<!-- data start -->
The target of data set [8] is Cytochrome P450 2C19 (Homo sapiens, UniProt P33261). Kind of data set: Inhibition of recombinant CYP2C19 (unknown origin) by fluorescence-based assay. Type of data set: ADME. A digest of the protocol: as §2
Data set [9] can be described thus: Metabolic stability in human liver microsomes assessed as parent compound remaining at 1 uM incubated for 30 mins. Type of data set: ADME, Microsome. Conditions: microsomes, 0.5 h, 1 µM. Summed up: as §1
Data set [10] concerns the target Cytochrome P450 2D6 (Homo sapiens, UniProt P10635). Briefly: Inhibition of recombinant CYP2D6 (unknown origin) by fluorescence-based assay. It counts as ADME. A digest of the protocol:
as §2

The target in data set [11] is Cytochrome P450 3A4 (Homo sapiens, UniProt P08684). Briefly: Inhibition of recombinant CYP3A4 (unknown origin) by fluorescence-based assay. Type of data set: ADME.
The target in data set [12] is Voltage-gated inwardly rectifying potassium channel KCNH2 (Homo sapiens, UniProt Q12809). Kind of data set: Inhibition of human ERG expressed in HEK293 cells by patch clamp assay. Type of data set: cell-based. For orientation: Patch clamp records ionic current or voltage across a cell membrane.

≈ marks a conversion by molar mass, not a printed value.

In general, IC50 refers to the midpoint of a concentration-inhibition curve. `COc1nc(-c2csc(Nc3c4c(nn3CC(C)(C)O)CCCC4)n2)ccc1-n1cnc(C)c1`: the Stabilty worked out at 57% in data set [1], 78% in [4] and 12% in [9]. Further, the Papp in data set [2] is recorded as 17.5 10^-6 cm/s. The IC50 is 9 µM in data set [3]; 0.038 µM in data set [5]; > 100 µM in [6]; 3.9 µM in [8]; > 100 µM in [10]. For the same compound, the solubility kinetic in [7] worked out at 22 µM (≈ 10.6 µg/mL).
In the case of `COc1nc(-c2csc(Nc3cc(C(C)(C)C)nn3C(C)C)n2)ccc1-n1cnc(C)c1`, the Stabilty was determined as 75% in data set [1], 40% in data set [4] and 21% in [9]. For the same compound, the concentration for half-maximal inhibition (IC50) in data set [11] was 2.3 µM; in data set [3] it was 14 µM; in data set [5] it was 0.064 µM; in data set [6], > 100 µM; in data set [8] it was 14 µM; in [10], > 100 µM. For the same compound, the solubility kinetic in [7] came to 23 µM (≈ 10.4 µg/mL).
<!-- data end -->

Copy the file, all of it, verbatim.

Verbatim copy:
The target of data set [8] is Cytochrome P450 2C19 (Homo sapiens, UniProt P33261). Kind of data set: Inhibition of recombinant CYP2C19 (unknown origin) by fluorescence-based assay. Type of data set: ADME. A digest of the protocol: as §2
Data set [9] can be described thus: Metabolic stability in human liver microsomes assessed as parent compound remaining at 1 uM incubated for 30 mins. Type of data set: ADME, Microsome. Conditions: microsomes, 0.5 h, 1 µM. Summed up: as §1
Data set [10] concerns the target Cytochrome P450 2D6 (Homo sapiens, UniProt P10635). Briefly: Inhibition of recombinant CYP2D6 (unknown origin) by fluorescence-based assay. It counts as ADME. A digest of the protocol:
as §2

The target in data set [11] is Cytochrome P450 3A4 (Homo sapiens, UniProt P08684). Briefly: Inhibition of recombinant CYP3A4 (unknown origin) by fluorescence-based assay. Type of data set: ADME.
The target in data set [12] is Voltage-gated inwardly rectifying potassium channel KCNH2 (Homo sapiens, UniProt Q12809). Kind of data set: Inhibition of human ERG expressed in HEK293 cells by patch clamp assay. Type of data set: cell-based. For orientation: Patch clamp records ionic current or voltage across a cell membrane.

≈ marks a conversion by molar mass, not a printed value.

In general, IC50 refers to the midpoint of a concentration-inhibition curve. `COc1nc(-c2csc(Nc3c4c(nn3CC(C)(C)O)CCCC4)n2)ccc1-n1cnc(C)c1`: the Stabilty worked out at 57% in data set [1], 78% in [4] and 12% in [9]. Further, the Papp in data set [2] is recorded as 17.5 10^-6 cm/s. The IC50 is 9 µM in data set [3]; 0.038 µM in data set [5]; > 100 µM in [6]; 3.9 µM in [8]; > 100 µM in [10]. For the same compound, the solubility kinetic in [7] worked out at 22 µM (≈ 10.6 µg/mL).
In the case of `COc1nc(-c2csc(Nc3cc(C(C)(C)C)nn3C(C)C)n2)ccc1-n1cnc(C)c1`, the Stabilty was determined as 75% in data set [1], 40% in data set [4] and 21% in [9]. For the same compound, the concentration for half-maximal inhibition (IC50) in data set [11] was 2.3 µM; in data set [3] it was 14 µM; in data set [5] it was 0.064 µM; in data set [6], > 100 µM; in data set [8] it was 14 µM; in [10], > 100 µM. For the same compound, the solubility kinetic in [7] came to 23 µM (≈ 10.4 µg/mL).